adults. It is important to make these distinctions clear to all children and young people who are
providing mediation and ensure that support is available for all concerned should it be required.
Confidentiality is also something that should be discussed. Peer mediators must be able to keep certain
information confidential to ensure credibility and trust, however, child protection concerns that are
disclosed to a peer mediator must be divulged to an adult. Clear training should be provided for this
and all participants entering mediation should be made aware of the issues of confidentiality.

Peer mediation is not a quick and simple answer to all bullying problems. It is one strategy that can be
utilised to address bullying but for it to be successful there are a number of factors and strategies that
must support and complement this method. An organisational culture that encourages respect, values
opinions, celebrates differences and promotes positive relationships will make it all the more difficult for
bullying behaviour to flourish or be tolerated. The overarching ethos of any organisation should make
it clear that bullying is never acceptable and that all adults and children and young people understand
the role that they play in addressing bullying. Peer mediation is one aspect of supporting this culture.

Who should be trained?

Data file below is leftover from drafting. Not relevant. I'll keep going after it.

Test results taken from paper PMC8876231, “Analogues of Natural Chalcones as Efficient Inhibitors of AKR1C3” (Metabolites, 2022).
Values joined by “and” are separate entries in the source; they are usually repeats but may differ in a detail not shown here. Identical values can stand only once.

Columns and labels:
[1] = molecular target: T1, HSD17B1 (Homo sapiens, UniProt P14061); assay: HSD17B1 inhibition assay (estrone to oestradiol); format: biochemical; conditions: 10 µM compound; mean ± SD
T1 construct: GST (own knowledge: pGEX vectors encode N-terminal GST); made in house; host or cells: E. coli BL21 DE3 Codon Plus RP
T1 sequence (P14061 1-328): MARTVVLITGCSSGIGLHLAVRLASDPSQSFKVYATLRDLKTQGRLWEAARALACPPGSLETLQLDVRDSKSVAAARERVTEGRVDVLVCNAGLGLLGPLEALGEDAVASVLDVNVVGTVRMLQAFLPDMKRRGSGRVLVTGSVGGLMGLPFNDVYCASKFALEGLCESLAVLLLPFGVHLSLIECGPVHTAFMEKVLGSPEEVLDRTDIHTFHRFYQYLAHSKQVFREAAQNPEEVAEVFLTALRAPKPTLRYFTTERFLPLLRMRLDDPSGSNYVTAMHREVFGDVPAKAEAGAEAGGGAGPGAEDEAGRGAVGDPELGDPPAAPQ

Which children and young people? What should the selection criteria be? Who should choose? Are all
questions that should be asked and discussed when setting up any peer mediation programme. Some
organisations give all children and young people initial conflict resolution training to enhance the skills
and growth of the full group. Then, from here, peer mediators are chosen for further training. Mediators
can be chosen by children and young people or adults or a mixture of both nominating children and
young people to be mediators. Another option is self-nomination where individuals come forward and
must complete an application form to show commitment and reasons for wanting to be a peer mediator.
The Scottish Mediation Network has a number of free resources available to download from their web
site providing information on recruitment and selection of mediators. www.scottishmediation.org.uk

It is also important to ensure that the pool of peer mediators represents the children and young
people that it will be serving. So, for example the number of male and females represent the wider
organisational community.